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Without a Front - The Warrior's Challenge

Without a Front - The Warrior's Challenge - Fletcher DeLancey I have been in love with Andira Tal from the moment I started to read The Caphenon, till the last page of Without a Front. And now I'm in love with Salomen Opah too.

This story is mainly about feelings and heroism, love and family.
There is this great love story between Tal and Salomen and everything rotates around this nucleus. We have insight of both the characters, their admirable strenght, their frailties (which contradiction is so endearing!) and we are lead to see how they can overcome together even the obstacles they can't overcome alone.
Their love sublimes in the supernatural and reaches the heights of a spiritual dimension, but there are also some good sex scenes. Most often it's touching and delicate.
We also are drawn in their families and dear ones personal stories to give us a complete picture of their feelings.

Aside from the love story there is a mistery part. A multifaced trap is set up to threaten Tal's political power and her life itself. We have answers to everything that have been set up in the first chapter. The enemies will have a face, eventually. And there is some good action, too.

I found this latter part just a little bit disappointing. It's entertaining , but maybe he plot is simpler than I had expected, the rhythm is not tight, if not for a few chapters, and everything was solved a little bit too quickly.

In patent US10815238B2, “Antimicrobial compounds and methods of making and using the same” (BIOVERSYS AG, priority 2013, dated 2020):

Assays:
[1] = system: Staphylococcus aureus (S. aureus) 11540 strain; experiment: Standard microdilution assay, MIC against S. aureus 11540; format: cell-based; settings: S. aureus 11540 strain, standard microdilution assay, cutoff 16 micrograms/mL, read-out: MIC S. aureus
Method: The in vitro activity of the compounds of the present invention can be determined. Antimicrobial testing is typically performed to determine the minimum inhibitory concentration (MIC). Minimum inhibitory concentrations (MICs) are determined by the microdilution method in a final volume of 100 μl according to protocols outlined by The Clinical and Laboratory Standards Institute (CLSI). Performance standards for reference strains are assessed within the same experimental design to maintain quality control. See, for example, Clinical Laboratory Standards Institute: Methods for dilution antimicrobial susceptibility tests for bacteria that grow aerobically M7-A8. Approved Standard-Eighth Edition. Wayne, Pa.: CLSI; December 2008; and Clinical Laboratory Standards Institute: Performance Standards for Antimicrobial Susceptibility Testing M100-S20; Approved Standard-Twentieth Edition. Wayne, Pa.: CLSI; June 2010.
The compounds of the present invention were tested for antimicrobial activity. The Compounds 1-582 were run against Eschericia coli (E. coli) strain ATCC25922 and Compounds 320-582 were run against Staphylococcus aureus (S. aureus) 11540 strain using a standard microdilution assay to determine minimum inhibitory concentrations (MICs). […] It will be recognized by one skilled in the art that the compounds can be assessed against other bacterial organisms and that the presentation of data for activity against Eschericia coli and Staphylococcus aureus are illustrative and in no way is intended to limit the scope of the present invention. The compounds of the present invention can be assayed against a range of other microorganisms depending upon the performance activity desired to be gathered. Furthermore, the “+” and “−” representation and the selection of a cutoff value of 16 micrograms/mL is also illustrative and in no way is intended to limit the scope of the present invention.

From just the adventure point of view, The Caphenon was better, I think.

But as always, we have to consider the author's purpose. She wanted to put the characters under a severe test. Her attention was to show us how they reacted emotionally under this menace, how strong they become helping each other, more than just entertaining us in a thriller mode. And this is masterfully accomplished. We can say this side of the book is somehow aimed to the love story.
The real value of the book is that I have been totally involved in the feelings: I suffered with them, I found relief when they won their battles and rejoiced in their happiness.

Reading all the three books has been indeed a long, satisfying ride!

This second chapter merges perfectly into the first one. As a reader I didn't appreciate the splitting of the novel in two books, even if it's understandable from the publisher's side to split an almost 800 pages story of their new (and I hope very prolific) author.

By the way do you realize that the dangerous assassin Periso is still out there, don't you?